Every so often, it's interesting to examine how the mass media perceives a certain electric vehicle.
With the BMW i3 reveal grabbing headlines for days, all news outlets seemed to have at least some coverage of BMW's innovative i.
Here we turn to TIME to see how the world's most circulated weekly news magazine presents the i3:
Extended driving range
REx Expected to be Popular in US
"The fact that a typical electric vehicle (EV) can only be driven 75 miles to 80 miles (120 km to 130 km) before requiring a recharge — which takes up a lot more time than a gas-station pit stop — is a deal breaker for many consumers. Using electric power, the BMW i3 can be driven out 80 miles (130 km), perhaps 100 miles (160 km). That’s fine for many commuters, but insufficient for longer journeys."
"Extending the driving range of the i3 is as simple as purchasing the optional two-cylinder, 34-horsepower rear engine that runs on gasoline — and that basically doubles the vehicle’s range. BMW is also expected to give i3 owners access to gas-powered loaner cars during the days when they need a vehicle with longer driving range — on, say, a weekend road trip."
It’s not too-too expensive
"One of the most common arguments against EVs is that the math doesn’t add up: whatever money you’d save on gas is negated by the premium you pay compared with a traditional gas-powered car. Prices have already dropped significantly on electric cars, with abundant cheap lease deals and thousands of dollars slashed off the sticker prices of the Ford Focus EV, Nissan Leaf and others."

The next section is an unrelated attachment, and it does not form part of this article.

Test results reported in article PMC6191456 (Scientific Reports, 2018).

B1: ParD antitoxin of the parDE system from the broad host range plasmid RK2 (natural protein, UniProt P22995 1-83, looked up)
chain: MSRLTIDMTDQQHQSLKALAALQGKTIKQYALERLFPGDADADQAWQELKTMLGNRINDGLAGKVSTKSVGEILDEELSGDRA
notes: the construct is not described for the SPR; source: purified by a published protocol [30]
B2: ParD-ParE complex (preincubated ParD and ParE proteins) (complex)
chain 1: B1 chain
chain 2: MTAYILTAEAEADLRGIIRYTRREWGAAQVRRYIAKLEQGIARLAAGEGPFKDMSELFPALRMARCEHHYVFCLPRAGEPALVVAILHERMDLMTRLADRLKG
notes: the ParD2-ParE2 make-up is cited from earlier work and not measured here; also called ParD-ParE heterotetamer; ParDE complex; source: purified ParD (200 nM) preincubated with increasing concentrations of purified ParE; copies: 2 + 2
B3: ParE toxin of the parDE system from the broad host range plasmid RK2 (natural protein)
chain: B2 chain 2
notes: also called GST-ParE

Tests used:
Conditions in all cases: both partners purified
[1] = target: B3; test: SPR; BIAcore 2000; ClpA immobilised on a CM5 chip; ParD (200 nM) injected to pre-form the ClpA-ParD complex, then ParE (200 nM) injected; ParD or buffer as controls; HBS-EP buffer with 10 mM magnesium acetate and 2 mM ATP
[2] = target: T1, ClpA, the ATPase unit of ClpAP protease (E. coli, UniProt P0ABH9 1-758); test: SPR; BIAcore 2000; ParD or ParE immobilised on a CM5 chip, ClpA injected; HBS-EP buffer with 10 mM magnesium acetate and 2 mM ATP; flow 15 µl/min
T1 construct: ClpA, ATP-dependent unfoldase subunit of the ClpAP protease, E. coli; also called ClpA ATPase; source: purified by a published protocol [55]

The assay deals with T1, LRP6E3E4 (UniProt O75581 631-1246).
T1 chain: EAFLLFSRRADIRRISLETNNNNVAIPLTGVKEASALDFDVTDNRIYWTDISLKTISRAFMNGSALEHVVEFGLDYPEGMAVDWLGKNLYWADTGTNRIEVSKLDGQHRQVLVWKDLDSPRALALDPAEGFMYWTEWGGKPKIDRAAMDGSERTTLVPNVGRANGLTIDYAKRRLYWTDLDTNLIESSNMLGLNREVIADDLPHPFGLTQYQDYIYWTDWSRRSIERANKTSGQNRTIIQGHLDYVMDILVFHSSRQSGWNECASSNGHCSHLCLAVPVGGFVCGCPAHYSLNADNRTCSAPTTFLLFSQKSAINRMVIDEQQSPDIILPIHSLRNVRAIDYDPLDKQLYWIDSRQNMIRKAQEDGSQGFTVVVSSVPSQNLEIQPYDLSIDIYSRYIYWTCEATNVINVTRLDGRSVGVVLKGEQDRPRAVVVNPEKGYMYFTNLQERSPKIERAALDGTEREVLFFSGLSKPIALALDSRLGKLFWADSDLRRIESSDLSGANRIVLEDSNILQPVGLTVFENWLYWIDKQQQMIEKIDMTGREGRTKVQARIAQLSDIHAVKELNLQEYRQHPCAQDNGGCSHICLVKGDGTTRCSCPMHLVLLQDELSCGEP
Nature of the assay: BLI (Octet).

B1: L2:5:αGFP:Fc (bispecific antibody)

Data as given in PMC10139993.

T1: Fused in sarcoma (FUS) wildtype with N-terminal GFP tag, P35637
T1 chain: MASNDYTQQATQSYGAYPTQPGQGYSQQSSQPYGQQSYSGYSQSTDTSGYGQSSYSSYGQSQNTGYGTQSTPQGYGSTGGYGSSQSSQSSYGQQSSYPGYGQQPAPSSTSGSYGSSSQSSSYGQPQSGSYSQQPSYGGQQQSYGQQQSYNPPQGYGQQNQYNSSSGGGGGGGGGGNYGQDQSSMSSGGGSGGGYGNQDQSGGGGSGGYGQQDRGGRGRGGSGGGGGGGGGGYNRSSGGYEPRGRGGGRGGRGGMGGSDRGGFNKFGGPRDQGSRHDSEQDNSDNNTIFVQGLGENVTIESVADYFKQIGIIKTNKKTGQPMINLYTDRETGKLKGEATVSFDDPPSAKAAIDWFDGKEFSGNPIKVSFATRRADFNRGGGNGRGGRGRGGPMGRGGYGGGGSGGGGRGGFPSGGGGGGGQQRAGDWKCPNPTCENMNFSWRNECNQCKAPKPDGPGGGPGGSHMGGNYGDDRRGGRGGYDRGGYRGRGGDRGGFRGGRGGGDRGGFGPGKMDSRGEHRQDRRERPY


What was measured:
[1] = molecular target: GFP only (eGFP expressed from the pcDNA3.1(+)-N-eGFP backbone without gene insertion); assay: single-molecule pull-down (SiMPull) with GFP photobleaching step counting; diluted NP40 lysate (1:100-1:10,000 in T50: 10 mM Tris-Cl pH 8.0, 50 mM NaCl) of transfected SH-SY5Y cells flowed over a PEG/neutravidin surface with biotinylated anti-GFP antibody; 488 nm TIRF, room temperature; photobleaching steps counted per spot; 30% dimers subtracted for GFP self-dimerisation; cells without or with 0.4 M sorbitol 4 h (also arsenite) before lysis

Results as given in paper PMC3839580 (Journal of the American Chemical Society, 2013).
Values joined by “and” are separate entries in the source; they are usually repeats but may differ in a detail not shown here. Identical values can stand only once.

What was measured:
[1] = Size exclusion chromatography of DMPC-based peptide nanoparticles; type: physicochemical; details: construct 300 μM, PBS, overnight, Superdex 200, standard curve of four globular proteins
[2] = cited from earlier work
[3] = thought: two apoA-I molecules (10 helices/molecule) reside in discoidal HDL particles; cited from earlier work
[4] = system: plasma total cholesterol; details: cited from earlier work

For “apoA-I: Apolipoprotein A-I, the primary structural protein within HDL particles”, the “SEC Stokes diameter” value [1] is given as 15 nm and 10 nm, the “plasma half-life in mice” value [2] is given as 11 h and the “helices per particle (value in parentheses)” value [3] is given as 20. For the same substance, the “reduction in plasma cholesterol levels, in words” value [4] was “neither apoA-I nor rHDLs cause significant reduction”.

"In the U.S., the BMW i3 will start at $41,350, or $45,200 for the version with the backup gasoline engine, before factoring in federal and state rebates and tax incentives. That’s not cheap, but it’s less expensive than what many anticipated for an electric-powered BMW. It’s also a lot less pricey than the Tesla Model S, the premium that has already set the standard for electric cars — and that starts at around $70,000."
This is no glorified golf cart
"The i3 has a 170-horsepower engine and 184 lb.-ft. of torque, and goes 0 to 60 m.p.h. (97 km/h) in seven seconds. That’s not particularly fast, but quite peppy by EV standards; the Nissan Leaf does 0 to 60 in about 10 seconds."
BMW i3 Charge Port
"The vehicle can be fully recharged with a 220-volt charger in three hours, and BMW says a special fast-charging system can get the i3 fully juiced up in just 30 minutes."
It will supposedly be profitable
"While Tesla is said to be making money on sales of its cars, for the time being the typical EV is a money loser. It’s been reported that Fiat, for instance, loses about $10,000 on each 500e that’s sold."
All told, TIME magazine seem genuinely impressed with BMW's efforts on the i3. Word of this EV success has already hit TIME's 25 million readers, which means a huge chunk of the general public is well aware that the i3 is regarded as one heck of an electric machine.